Gauteng Community Safety MEC Sizakele Nkosi-Malobane on Tuessday reassured the public that student l.
RESIDENTS of Bramfischerville Phase One in Soweto have not enjoyed a summer season since moving into their RDP houses a decade ago.
Their houses were built on wetlands in Soweto and every time it rains their homes are flooded.
But the government insists it has taken action to address the problem.
Gloria Mkhaliphi, 64, moved into her RDP home in 1999 and has not had any peace since.
"Every time it rains my house gets flooded. The water flows from the cracks in the foundation of the house," she said.
"My furniture has been damaged and the entire yard flooded by water."
Mkhaliphi lives with her 38-year-old daughter Ntombizodwa and her three grandchildren.
Next to Mkhaliphi's house is a stormwater drain which is not effective in channelling the water away.
When Sowetan visited Mkhaliphi's home during the wet Easter weekend, she had dug a drain in the yard to redirect the water but it was fruitless.
"It has been the same story since we moved here and we don't know what to do now," Mkhaliphi said.
About 56 houses were affected by the floods.
Community leader Sammy Lekitlane said efforts to get the government involved did not yield results.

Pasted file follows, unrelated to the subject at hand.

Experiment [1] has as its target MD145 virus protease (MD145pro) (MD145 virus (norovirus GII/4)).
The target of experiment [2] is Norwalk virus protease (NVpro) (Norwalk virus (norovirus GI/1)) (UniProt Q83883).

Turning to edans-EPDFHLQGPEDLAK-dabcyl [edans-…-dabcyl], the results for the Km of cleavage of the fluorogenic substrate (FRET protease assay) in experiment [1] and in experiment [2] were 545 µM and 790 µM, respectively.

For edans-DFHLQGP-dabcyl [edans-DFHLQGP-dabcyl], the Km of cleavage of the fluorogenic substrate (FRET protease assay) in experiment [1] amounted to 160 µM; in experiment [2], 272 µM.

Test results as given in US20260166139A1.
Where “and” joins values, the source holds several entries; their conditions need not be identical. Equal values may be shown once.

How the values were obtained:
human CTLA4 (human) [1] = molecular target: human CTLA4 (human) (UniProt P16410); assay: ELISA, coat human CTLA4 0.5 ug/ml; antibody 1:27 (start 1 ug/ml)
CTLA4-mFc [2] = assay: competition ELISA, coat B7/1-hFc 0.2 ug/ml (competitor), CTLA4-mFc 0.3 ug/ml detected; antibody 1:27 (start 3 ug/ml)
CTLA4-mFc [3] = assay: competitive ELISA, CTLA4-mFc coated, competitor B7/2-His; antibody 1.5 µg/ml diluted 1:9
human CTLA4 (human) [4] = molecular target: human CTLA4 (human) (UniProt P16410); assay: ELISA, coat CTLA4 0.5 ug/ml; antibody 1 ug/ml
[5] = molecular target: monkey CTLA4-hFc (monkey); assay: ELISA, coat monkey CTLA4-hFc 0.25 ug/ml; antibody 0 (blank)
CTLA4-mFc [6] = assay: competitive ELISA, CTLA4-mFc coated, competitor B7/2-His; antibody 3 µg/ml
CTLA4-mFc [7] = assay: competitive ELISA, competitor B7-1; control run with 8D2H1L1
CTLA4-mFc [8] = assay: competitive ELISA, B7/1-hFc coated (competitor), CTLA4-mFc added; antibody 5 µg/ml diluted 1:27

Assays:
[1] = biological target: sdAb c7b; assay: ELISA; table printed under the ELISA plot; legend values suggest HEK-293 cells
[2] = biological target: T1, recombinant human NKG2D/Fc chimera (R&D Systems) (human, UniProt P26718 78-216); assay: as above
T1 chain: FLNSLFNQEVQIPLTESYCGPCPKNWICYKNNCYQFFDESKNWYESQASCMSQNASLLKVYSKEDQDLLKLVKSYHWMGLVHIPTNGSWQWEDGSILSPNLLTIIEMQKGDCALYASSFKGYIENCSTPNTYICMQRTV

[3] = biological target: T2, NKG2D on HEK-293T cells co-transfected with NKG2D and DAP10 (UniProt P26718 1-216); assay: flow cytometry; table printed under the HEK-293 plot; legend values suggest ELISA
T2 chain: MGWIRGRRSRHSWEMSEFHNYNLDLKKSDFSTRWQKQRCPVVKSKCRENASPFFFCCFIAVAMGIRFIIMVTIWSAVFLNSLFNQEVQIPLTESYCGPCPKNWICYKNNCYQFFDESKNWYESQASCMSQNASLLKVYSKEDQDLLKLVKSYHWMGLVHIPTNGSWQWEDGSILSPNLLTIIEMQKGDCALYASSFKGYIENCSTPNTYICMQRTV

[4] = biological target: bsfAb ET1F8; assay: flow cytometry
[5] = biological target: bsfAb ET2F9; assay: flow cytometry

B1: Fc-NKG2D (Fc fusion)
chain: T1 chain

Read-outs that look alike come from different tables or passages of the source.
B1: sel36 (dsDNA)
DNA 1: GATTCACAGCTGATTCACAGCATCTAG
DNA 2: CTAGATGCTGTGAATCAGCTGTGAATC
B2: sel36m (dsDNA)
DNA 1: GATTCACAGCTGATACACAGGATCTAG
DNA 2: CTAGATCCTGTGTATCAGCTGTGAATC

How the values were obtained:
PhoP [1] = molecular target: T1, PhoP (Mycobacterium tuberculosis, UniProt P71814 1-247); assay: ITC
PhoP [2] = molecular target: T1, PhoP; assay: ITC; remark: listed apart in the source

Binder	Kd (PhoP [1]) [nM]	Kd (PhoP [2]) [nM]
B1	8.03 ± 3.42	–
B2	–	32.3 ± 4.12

"Since 2000 we have submitted a number of petitions to the premier and the finance minister but nothing has been done to date.
"We are not having violent protests like people in other townships but we want the government to come to the table and discuss this matter with us," he said.
The spokesperson for the Gauteng department of housing, Fred Mokoko, said the problem has been addressed.
"We have established that the houses were built on wetlands so we requested that the people be relocated to another housing project next to Orange Farm," he said.
"But of the 50 people requested to relocate, only three agreed to move," Mokoko said.
But Lekitlane denied knowledge of such a request.
"We don't know anything about relocation," he said.